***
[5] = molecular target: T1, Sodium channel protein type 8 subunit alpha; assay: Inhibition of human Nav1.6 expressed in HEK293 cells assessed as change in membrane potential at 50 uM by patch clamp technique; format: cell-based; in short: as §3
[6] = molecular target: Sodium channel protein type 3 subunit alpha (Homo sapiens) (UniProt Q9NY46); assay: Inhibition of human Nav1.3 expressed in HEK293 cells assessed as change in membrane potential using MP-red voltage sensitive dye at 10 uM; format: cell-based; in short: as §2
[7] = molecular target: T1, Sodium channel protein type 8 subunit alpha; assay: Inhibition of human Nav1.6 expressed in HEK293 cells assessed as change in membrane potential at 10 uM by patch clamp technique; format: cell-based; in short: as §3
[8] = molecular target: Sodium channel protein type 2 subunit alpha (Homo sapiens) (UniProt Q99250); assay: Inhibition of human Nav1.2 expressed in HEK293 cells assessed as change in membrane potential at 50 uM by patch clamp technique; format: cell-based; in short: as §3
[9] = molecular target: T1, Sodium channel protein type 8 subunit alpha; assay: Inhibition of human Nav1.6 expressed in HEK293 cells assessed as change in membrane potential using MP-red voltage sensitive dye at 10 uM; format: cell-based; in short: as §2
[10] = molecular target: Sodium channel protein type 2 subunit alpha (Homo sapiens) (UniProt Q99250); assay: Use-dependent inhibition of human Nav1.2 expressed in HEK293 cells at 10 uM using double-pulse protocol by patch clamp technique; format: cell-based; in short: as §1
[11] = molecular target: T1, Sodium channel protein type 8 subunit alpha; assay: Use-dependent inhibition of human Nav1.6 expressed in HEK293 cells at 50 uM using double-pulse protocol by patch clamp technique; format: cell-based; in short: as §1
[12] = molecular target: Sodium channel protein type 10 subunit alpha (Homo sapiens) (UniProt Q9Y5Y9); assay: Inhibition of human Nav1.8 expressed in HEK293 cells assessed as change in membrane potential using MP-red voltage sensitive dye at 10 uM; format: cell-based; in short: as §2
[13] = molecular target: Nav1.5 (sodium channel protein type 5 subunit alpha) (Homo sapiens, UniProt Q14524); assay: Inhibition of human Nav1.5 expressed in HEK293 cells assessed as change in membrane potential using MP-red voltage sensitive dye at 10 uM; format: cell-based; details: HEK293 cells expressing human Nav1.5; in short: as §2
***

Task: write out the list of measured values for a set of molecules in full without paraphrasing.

[5] = molecular target: T1, Sodium channel protein type 8 subunit alpha; assay: Inhibition of human Nav1.6 expressed in HEK293 cells assessed as change in membrane potential at 50 uM by patch clamp technique; format: cell-based; in short: as §3
[6] = molecular target: Sodium channel protein type 3 subunit alpha (Homo sapiens) (UniProt Q9NY46); assay: Inhibition of human Nav1.3 expressed in HEK293 cells assessed as change in membrane potential using MP-red voltage sensitive dye at 10 uM; format: cell-based; in short: as §2
[7] = molecular target: T1, Sodium channel protein type 8 subunit alpha; assay: Inhibition of human Nav1.6 expressed in HEK293 cells assessed as change in membrane potential at 10 uM by patch clamp technique; format: cell-based; in short: as §3
[8] = molecular target: Sodium channel protein type 2 subunit alpha (Homo sapiens) (UniProt Q99250); assay: Inhibition of human Nav1.2 expressed in HEK293 cells assessed as change in membrane potential at 50 uM by patch clamp technique; format: cell-based; in short: as §3
[9] = molecular target: T1, Sodium channel protein type 8 subunit alpha; assay: Inhibition of human Nav1.6 expressed in HEK293 cells assessed as change in membrane potential using MP-red voltage sensitive dye at 10 uM; format: cell-based; in short: as §2
[10] = molecular target: Sodium channel protein type 2 subunit alpha (Homo sapiens) (UniProt Q99250); assay: Use-dependent inhibition of human Nav1.2 expressed in HEK293 cells at 10 uM using double-pulse protocol by patch clamp technique; format: cell-based; in short: as §1
[11] = molecular target: T1, Sodium channel protein type 8 subunit alpha; assay: Use-dependent inhibition of human Nav1.6 expressed in HEK293 cells at 50 uM using double-pulse protocol by patch clamp technique; format: cell-based; in short: as §1
[12] = molecular target: Sodium channel protein type 10 subunit alpha (Homo sapiens) (UniProt Q9Y5Y9); assay: Inhibition of human Nav1.8 expressed in HEK293 cells assessed as change in membrane potential using MP-red voltage sensitive dye at 10 uM; format: cell-based; in short: as §2
[13] = molecular target: Nav1.5 (sodium channel protein type 5 subunit alpha) (Homo sapiens, UniProt Q14524); assay: Inhibition of human Nav1.5 expressed in HEK293 cells assessed as change in membrane potential using MP-red voltage sensitive dye at 10 uM; format: cell-based; details: HEK293 cells expressing human Nav1.5; in short: as §2